The hike also has big climbs – it is over 2,000 feet from low point to high point on this circuit. And you must go back down again. And during this downgrade you will drop 1,000 feet in one mile! A part of the hike uses the most big-time trail in East – the Appalachian Trail. Finally, the Jerry Miller Trail was named a big-time hero of America’s national forests.
Furthermore, you can take side trips from this loop to attractions such as Baxter Cliff, Whiterock Cliff, the Blackstack Cliffs and Jerry Cabin trail shelter. Even without these side trips the hike can be long and arduous. Consider starting early to maximize the possibilities. I have backpacked this loop on multiple occasions and consider it one of the best overnight circuits around.
The hike starts by bridging Big Creek then climbs a ridge, keeping on national forest property to then turn up the steep-sided hollow of Whiteoak Flats Branch. It isn’t long before you come to the 100-foot Whiteoak Flat Cascade. This significant slide purges over a widening slope that steepens in a frothy climax into a shallow plunge pool. Boughs of rhododendron escort Whiteoak Flats Branch during this sightly spill.
The Whiteoak Flats Branch valley closes after the falls and you cross the creek on a footbridge. You are now on the left hand bank heading upstream. Shortly enter the meadow of Whiteoak Flats, undergoing succession where pines, tulip trees and brush are overtaking the former homesite. Pass through more formerly farmed territory before rising via switchbacks toward the state line.
And then you come to the AT after bisecting Huckleberry Gap. The wild and stony ridgetop walk astounds once atop Big Firescald Knob. Views are nearly continuous into the mountains and valleys of Tennessee and North Carolina, and is my favorite spot on the AT in this area. If the leaves are off the trees look down and spot the Jerry Miller Trail you just climbed.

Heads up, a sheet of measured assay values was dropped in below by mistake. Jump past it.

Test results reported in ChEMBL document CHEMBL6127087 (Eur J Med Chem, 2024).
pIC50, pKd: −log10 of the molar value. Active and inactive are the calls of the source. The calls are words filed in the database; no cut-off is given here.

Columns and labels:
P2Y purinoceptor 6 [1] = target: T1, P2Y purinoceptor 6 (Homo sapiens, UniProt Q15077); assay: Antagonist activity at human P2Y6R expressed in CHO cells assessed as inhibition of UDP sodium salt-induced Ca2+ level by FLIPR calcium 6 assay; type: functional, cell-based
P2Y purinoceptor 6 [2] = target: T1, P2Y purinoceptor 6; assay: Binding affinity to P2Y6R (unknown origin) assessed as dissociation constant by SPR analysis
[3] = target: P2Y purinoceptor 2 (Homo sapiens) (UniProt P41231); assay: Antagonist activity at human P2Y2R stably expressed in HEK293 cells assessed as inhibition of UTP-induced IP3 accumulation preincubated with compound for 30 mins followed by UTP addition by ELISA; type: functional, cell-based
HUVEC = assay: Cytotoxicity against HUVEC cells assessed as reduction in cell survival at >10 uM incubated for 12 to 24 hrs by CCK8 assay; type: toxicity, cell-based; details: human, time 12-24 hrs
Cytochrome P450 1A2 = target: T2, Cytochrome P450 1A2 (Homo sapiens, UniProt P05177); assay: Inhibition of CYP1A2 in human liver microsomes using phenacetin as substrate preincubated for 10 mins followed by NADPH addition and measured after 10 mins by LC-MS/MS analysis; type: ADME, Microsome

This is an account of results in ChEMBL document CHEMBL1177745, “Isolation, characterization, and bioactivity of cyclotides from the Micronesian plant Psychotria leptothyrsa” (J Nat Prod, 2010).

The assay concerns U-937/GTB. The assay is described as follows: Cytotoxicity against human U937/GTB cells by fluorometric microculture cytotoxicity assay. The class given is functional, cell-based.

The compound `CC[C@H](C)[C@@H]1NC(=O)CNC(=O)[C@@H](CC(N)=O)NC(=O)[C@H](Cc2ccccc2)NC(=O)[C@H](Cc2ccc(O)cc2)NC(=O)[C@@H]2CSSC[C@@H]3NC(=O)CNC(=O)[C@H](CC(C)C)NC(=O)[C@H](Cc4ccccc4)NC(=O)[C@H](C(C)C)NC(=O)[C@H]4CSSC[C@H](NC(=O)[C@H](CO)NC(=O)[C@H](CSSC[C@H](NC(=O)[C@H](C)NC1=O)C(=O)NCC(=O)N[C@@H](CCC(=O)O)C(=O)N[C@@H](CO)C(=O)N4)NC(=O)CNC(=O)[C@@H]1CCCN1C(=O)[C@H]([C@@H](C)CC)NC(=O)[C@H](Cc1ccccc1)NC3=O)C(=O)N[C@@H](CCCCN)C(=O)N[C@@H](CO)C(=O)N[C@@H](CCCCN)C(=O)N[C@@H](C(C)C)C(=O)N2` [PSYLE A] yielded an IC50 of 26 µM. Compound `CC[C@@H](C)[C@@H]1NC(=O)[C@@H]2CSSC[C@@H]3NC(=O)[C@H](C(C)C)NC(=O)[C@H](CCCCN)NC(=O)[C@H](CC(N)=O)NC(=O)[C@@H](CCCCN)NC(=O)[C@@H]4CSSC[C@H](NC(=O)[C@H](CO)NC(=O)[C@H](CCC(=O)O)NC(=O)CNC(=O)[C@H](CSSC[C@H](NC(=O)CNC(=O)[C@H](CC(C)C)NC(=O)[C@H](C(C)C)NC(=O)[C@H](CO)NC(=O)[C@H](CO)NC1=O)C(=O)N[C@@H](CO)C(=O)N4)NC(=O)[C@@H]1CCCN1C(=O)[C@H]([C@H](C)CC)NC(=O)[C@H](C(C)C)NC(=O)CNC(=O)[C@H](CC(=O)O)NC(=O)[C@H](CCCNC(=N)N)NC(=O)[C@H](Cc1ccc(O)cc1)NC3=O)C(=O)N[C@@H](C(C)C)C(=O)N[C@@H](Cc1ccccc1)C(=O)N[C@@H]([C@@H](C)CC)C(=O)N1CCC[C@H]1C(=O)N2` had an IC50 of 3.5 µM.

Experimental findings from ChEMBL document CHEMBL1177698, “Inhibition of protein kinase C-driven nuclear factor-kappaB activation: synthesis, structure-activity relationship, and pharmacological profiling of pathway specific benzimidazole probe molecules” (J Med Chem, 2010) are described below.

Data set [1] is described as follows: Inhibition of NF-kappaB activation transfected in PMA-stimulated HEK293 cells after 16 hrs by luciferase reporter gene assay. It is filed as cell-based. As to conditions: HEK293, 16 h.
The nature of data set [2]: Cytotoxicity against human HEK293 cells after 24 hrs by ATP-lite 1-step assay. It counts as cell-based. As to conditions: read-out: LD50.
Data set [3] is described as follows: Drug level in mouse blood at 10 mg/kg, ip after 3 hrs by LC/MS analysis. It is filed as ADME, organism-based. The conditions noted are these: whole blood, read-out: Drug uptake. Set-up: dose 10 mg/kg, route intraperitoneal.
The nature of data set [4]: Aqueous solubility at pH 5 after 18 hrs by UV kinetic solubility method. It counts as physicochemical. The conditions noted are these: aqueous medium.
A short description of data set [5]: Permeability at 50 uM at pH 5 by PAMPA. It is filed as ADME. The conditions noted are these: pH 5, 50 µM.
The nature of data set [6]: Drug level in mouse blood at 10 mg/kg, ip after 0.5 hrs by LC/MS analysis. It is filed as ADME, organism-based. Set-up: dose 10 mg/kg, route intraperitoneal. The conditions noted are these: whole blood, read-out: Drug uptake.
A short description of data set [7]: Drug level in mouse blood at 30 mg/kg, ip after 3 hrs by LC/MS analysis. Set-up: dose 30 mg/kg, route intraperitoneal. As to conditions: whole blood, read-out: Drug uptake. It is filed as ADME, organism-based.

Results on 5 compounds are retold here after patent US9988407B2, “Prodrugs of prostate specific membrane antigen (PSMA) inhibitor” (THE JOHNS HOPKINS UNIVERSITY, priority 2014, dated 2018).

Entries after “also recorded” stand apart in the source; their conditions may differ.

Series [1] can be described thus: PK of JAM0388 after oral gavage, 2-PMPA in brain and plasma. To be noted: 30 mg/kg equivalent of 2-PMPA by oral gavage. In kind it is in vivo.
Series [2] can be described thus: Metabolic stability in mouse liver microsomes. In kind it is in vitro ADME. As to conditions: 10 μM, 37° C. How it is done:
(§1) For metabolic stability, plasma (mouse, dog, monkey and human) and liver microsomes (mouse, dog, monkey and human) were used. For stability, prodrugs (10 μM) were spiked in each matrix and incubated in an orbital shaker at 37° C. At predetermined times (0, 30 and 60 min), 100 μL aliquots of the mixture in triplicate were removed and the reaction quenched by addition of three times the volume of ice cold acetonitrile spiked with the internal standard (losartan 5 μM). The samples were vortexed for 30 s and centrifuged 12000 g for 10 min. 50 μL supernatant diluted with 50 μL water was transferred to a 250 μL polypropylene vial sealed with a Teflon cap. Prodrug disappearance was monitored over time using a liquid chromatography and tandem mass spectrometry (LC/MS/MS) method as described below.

Marvel in the Appalachian Trail construction here as a slow-moving path works through the stone backbone amid gnarled brush and trees. A pair of final overlooks delivers views then you roll along the state line ridge, passing the Round Knob Trail before turning back into North Carolina on the often steep Fork Ridge Trail. Keep the brakes on as you dive for Big Creek and FR 111. The final part of the walk traces FR 111 back to the Jerry Miller trailhead and hike’s end.
To get there from exit 50, Flag Pond, on I-26, turn left on Upper Higgins Creek Road, passing under the interstate, traveling .5 mile to TN 23. Turn right onto TN 23 north and follow it for 2.1 miles to TN 352. Turn left on TN 352 west. Enter North Carolina after 4.1 miles. The road becomes NC 212. Continue for 3.2 miles beyond the state line, then turn right on Big Creek Road, near Carmen Church of God. Follow Big Creek Road for 1.2 miles. The road seems to end near a barn. Here, angle left onto Forest Road 111, taking the gravel road over a small creek. Enter the national forest. At .4 mile beyond the barn, veer left onto a short spur road to dead end at Jerry Miller trailhead.
Source : http://www.johnsoncitypress.com/Hobbies-Interests/2017/09/17/The-Best-Appalachian-Trail-Views-in-Our-Area